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What is an example of a poor conductor?

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A material can be a poor conductor of heat, electricity, or both.

A poor conductor means that the substance will not easily conduct heat or electricity (or both) as easily as a conductor.

For example, sand is a poor conductor of heat and electricity. During the daytime, when the sunlight hits the sand, it traps the heat instead of conducting it. Similarly, it does not conduct electricity. In comparison, copper is a conductor of both heat and the electricity, and hence we can use utensils made of copper for cooking and copper wires for electrical applications.

Non-metals are generally bad conductors or insulators. Metals, on the other hand, are good conductors.

Some other examples of poor conductors of electricity are mica, paper, wood, glass, rubber, Teflon, etc. Some examples of poor conductors of heat are air, lead, etc.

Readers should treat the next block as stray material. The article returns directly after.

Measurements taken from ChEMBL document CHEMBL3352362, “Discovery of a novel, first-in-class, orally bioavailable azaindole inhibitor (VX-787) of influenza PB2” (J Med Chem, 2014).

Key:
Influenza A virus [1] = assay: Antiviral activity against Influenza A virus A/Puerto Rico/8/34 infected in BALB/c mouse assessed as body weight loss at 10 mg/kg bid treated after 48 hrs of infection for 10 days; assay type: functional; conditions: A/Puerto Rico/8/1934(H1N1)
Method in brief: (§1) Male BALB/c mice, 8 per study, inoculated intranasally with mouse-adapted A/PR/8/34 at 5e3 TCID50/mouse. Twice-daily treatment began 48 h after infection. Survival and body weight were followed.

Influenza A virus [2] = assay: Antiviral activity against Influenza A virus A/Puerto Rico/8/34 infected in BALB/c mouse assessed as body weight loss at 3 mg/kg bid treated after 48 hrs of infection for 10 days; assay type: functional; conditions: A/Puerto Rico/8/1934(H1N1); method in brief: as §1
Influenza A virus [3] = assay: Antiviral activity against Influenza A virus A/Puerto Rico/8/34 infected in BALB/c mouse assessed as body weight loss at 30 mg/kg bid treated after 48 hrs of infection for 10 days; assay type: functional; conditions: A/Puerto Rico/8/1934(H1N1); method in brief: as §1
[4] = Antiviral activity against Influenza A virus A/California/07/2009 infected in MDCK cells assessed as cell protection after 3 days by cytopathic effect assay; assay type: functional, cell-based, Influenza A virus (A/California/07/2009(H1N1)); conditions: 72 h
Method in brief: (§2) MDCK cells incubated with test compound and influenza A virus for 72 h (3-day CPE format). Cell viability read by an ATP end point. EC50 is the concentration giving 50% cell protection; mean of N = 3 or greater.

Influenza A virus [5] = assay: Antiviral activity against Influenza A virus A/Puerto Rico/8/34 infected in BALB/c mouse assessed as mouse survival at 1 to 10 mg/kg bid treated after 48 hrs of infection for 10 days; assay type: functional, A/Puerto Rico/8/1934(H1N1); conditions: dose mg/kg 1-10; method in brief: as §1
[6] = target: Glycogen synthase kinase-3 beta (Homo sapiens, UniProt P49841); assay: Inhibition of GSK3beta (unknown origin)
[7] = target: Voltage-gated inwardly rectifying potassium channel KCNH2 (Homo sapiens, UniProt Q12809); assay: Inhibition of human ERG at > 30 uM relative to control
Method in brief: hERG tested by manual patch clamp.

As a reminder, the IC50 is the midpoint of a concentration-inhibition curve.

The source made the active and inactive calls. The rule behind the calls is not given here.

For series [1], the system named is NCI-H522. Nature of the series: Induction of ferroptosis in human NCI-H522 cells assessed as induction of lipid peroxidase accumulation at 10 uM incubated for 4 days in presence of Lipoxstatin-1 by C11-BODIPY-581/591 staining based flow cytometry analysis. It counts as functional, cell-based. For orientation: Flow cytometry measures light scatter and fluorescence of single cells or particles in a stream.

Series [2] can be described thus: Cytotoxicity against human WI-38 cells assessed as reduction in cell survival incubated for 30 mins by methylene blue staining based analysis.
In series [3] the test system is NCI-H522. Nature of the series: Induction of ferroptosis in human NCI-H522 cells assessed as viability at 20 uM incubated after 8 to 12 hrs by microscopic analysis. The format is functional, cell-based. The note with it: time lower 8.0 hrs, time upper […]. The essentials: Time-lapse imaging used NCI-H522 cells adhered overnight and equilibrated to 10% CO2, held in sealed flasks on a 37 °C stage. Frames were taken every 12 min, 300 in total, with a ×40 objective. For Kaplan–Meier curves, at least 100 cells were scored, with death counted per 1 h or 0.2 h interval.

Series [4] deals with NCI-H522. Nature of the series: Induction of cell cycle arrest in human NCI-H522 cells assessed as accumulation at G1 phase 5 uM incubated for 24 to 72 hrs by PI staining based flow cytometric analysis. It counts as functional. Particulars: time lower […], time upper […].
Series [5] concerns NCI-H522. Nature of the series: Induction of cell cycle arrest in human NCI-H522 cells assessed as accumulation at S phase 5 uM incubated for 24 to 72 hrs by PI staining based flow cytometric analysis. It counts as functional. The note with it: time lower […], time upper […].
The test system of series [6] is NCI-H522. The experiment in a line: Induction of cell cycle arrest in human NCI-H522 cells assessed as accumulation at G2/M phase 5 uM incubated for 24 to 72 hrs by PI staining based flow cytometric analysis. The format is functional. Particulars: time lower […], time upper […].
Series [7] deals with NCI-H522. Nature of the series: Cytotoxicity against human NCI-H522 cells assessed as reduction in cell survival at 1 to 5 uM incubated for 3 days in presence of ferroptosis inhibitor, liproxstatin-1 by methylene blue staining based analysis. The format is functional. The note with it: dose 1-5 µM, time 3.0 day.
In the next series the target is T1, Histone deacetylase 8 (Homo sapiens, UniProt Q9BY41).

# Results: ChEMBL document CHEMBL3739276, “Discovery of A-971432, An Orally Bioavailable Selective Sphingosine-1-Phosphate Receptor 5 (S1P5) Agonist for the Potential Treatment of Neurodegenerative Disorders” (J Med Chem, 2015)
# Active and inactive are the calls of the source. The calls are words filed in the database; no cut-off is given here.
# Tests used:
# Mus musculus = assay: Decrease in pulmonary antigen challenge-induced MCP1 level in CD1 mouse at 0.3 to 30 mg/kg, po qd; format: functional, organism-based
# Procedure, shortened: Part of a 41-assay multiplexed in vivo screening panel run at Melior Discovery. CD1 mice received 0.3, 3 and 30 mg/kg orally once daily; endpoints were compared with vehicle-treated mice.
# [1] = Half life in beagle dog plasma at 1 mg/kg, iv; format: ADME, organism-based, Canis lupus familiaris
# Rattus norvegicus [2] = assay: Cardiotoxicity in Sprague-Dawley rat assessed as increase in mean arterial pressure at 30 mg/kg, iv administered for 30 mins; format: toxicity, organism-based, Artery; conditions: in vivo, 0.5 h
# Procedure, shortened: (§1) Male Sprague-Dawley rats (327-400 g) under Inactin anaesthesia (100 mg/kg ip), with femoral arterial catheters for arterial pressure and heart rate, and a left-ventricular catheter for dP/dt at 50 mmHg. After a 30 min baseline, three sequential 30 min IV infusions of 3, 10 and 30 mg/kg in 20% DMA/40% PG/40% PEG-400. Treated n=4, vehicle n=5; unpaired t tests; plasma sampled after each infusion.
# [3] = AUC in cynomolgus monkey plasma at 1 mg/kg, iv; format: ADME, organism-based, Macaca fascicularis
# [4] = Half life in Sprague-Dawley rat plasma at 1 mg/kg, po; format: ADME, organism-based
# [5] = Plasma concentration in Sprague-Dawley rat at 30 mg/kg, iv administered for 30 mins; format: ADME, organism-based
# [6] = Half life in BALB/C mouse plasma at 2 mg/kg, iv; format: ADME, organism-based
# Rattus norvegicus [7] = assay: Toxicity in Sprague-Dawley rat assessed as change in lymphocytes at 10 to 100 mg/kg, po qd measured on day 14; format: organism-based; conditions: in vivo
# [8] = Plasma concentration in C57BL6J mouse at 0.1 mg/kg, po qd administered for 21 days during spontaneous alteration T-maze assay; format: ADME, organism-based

Hope this helps.

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kalsbrooks18 | Student

Poor conductors are any material that does not conduct electricity, heat or both very well and are generally known as insulators.

Non-metals are typically insulators (poor conductors) while metals, i.e. Copper, are very good conductors which is why they are used in cookwear and electric wiring.

Examples of poor conductors:

wood, rubber, air, paper etc.

mehagaman | Student

When speaking in terms of a physical conductor, a poor physical conductor is one that does not rapidly or efficiently transfer energy in the form of heat or electricity.

With that definition you can identify good and bad conductors around you quite easily. Metals such as copper are good conductors—that is why they are used in electrical wiring and cookware, while materials such as rubber are poor conductors. That’s why wires are insulated with rubber or rubber-like plastics.

Conductivity can vary between electrocity and heat, so it is important to identify the purpose of the conductor. Glass, for example, can conduct heat fairly well but not electricty.

The property of conductivity is determined by the molecular structure of the substance. Metals generally allow the flow of electrons (electrical conductivity) while nonmetals resist the flow.

To read more about the chemical properties of good bad conductors visit this link: http://hyperphysics.phy-astr.gsu.edu/hbase/electric/conins.html

Best of luck!!